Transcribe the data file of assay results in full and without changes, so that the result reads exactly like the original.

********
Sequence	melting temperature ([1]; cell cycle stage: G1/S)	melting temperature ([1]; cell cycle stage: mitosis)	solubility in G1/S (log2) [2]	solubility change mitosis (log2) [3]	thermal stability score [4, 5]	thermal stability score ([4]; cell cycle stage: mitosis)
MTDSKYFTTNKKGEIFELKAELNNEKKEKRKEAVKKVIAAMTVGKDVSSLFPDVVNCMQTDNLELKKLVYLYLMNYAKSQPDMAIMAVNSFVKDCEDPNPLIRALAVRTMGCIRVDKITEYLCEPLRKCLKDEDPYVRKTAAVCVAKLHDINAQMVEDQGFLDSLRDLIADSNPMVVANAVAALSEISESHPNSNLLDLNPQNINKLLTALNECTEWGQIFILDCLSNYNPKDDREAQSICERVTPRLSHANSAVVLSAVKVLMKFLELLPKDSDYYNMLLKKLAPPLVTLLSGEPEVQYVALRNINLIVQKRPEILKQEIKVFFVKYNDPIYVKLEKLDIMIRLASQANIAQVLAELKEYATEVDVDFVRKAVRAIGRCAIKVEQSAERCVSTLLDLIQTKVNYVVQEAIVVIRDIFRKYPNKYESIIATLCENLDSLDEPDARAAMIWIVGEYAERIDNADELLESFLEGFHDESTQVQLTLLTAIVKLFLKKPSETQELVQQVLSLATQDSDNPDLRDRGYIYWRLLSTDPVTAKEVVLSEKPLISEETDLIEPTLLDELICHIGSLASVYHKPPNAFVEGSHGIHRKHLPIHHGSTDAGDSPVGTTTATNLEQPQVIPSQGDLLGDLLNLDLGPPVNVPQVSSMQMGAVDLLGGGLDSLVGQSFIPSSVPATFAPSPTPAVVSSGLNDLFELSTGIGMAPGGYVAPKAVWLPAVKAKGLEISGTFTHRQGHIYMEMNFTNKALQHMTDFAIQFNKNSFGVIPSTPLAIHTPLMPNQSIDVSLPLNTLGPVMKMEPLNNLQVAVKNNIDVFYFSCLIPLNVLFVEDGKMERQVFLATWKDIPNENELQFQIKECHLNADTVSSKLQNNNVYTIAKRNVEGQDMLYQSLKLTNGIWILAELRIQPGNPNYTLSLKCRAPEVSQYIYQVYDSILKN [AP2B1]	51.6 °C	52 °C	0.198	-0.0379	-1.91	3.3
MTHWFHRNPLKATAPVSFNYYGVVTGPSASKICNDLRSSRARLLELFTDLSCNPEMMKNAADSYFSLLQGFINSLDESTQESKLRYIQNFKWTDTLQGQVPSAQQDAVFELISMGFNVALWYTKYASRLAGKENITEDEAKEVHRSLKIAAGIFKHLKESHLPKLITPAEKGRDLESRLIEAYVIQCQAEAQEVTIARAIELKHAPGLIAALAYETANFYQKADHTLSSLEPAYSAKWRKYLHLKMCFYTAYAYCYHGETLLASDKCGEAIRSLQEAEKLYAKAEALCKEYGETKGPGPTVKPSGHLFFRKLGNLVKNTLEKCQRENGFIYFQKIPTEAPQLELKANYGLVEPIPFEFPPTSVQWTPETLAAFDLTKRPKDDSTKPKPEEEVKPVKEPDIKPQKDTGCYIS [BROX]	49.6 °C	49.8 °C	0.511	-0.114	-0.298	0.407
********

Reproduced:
Sequence	melting temperature ([1]; cell cycle stage: G1/S)	melting temperature ([1]; cell cycle stage: mitosis)	solubility in G1/S (log2) [2]	solubility change mitosis (log2) [3]	thermal stability score [4, 5]	thermal stability score ([4]; cell cycle stage: mitosis)
MTDSKYFTTNKKGEIFELKAELNNEKKEKRKEAVKKVIAAMTVGKDVSSLFPDVVNCMQTDNLELKKLVYLYLMNYAKSQPDMAIMAVNSFVKDCEDPNPLIRALAVRTMGCIRVDKITEYLCEPLRKCLKDEDPYVRKTAAVCVAKLHDINAQMVEDQGFLDSLRDLIADSNPMVVANAVAALSEISESHPNSNLLDLNPQNINKLLTALNECTEWGQIFILDCLSNYNPKDDREAQSICERVTPRLSHANSAVVLSAVKVLMKFLELLPKDSDYYNMLLKKLAPPLVTLLSGEPEVQYVALRNINLIVQKRPEILKQEIKVFFVKYNDPIYVKLEKLDIMIRLASQANIAQVLAELKEYATEVDVDFVRKAVRAIGRCAIKVEQSAERCVSTLLDLIQTKVNYVVQEAIVVIRDIFRKYPNKYESIIATLCENLDSLDEPDARAAMIWIVGEYAERIDNADELLESFLEGFHDESTQVQLTLLTAIVKLFLKKPSETQELVQQVLSLATQDSDNPDLRDRGYIYWRLLSTDPVTAKEVVLSEKPLISEETDLIEPTLLDELICHIGSLASVYHKPPNAFVEGSHGIHRKHLPIHHGSTDAGDSPVGTTTATNLEQPQVIPSQGDLLGDLLNLDLGPPVNVPQVSSMQMGAVDLLGGGLDSLVGQSFIPSSVPATFAPSPTPAVVSSGLNDLFELSTGIGMAPGGYVAPKAVWLPAVKAKGLEISGTFTHRQGHIYMEMNFTNKALQHMTDFAIQFNKNSFGVIPSTPLAIHTPLMPNQSIDVSLPLNTLGPVMKMEPLNNLQVAVKNNIDVFYFSCLIPLNVLFVEDGKMERQVFLATWKDIPNENELQFQIKECHLNADTVSSKLQNNNVYTIAKRNVEGQDMLYQSLKLTNGIWILAELRIQPGNPNYTLSLKCRAPEVSQYIYQVYDSILKN [AP2B1]	51.6 °C	52 °C	0.198	-0.0379	-1.91	3.3
MTHWFHRNPLKATAPVSFNYYGVVTGPSASKICNDLRSSRARLLELFTDLSCNPEMMKNAADSYFSLLQGFINSLDESTQESKLRYIQNFKWTDTLQGQVPSAQQDAVFELISMGFNVALWYTKYASRLAGKENITEDEAKEVHRSLKIAAGIFKHLKESHLPKLITPAEKGRDLESRLIEAYVIQCQAEAQEVTIARAIELKHAPGLIAALAYETANFYQKADHTLSSLEPAYSAKWRKYLHLKMCFYTAYAYCYHGETLLASDKCGEAIRSLQEAEKLYAKAEALCKEYGETKGPGPTVKPSGHLFFRKLGNLVKNTLEKCQRENGFIYFQKIPTEAPQLELKANYGLVEPIPFEFPPTSVQWTPETLAAFDLTKRPKDDSTKPKPEEEVKPVKEPDIKPQKDTGCYIS [BROX]	49.6 °C	49.8 °C	0.511	-0.114	-0.298	0.407